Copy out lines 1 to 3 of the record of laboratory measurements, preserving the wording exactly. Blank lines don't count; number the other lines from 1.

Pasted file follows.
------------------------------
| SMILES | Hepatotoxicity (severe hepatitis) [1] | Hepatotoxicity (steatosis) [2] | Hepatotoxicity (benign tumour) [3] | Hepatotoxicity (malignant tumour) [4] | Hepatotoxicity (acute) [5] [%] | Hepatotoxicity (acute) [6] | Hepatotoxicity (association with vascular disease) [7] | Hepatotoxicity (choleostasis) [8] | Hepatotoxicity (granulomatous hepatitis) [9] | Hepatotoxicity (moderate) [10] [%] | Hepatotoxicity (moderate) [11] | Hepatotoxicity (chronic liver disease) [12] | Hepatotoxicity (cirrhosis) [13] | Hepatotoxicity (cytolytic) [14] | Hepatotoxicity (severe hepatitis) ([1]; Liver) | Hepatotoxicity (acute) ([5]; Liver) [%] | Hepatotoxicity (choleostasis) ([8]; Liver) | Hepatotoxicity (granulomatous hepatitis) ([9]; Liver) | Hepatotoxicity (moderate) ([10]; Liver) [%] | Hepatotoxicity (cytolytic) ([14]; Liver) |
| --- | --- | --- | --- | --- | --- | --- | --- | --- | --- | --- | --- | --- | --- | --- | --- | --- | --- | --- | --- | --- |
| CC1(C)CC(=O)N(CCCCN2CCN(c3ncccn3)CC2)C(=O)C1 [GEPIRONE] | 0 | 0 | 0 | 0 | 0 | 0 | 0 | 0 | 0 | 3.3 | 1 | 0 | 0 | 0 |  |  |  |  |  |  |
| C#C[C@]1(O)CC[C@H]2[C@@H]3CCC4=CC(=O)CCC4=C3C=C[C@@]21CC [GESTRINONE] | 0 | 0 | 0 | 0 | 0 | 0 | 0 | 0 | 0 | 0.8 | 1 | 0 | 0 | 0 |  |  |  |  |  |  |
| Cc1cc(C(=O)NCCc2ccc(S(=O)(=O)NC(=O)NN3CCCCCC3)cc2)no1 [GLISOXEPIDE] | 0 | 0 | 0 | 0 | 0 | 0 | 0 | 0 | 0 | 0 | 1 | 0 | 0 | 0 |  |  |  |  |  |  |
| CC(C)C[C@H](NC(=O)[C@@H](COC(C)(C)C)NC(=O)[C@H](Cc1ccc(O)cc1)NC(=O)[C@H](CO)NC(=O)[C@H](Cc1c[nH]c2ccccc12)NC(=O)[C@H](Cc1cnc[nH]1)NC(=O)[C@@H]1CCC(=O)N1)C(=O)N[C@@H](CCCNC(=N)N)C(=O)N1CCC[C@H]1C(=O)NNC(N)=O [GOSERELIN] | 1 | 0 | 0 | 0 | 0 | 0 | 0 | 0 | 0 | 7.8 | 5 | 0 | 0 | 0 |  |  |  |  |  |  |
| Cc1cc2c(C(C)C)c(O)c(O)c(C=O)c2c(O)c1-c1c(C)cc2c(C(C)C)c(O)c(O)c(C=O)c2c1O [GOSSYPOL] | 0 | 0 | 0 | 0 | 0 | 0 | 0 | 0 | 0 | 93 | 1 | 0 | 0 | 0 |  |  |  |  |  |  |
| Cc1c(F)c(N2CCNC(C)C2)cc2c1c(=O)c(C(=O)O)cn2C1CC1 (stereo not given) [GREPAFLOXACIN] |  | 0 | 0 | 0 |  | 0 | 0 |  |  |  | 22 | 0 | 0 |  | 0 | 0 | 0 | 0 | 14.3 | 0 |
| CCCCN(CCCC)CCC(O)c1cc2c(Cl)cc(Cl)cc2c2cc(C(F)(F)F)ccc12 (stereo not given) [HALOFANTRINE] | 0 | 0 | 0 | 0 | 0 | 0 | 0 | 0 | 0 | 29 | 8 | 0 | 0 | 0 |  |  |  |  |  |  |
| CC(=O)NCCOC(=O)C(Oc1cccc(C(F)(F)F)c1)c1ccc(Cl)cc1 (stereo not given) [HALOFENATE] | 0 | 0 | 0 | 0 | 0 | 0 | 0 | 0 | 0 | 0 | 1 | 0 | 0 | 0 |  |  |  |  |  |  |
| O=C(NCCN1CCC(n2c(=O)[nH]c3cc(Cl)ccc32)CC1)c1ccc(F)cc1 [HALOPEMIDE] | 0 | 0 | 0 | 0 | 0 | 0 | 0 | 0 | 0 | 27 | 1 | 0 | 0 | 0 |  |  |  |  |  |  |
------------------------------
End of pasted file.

| SMILES | Hepatotoxicity (severe hepatitis) [1] | Hepatotoxicity (steatosis) [2] | Hepatotoxicity (benign tumour) [3] | Hepatotoxicity (malignant tumour) [4] | Hepatotoxicity (acute) [5] [%] | Hepatotoxicity (acute) [6] | Hepatotoxicity (association with vascular disease) [7] | Hepatotoxicity (choleostasis) [8] | Hepatotoxicity (granulomatous hepatitis) [9] | Hepatotoxicity (moderate) [10] [%] | Hepatotoxicity (moderate) [11] | Hepatotoxicity (chronic liver disease) [12] | Hepatotoxicity (cirrhosis) [13] | Hepatotoxicity (cytolytic) [14] | Hepatotoxicity (severe hepatitis) ([1]; Liver) | Hepatotoxicity (acute) ([5]; Liver) [%] | Hepatotoxicity (choleostasis) ([8]; Liver) | Hepatotoxicity (granulomatous hepatitis) ([9]; Liver) | Hepatotoxicity (moderate) ([10]; Liver) [%] | Hepatotoxicity (cytolytic) ([14]; Liver) |
| --- | --- | --- | --- | --- | --- | --- | --- | --- | --- | --- | --- | --- | --- | --- | --- | --- | --- | --- | --- | --- |
| CC1(C)CC(=O)N(CCCCN2CCN(c3ncccn3)CC2)C(=O)C1 [GEPIRONE] | 0 | 0 | 0 | 0 | 0 | 0 | 0 | 0 | 0 | 3.3 | 1 | 0 | 0 | 0 |  |  |  |  |  |  |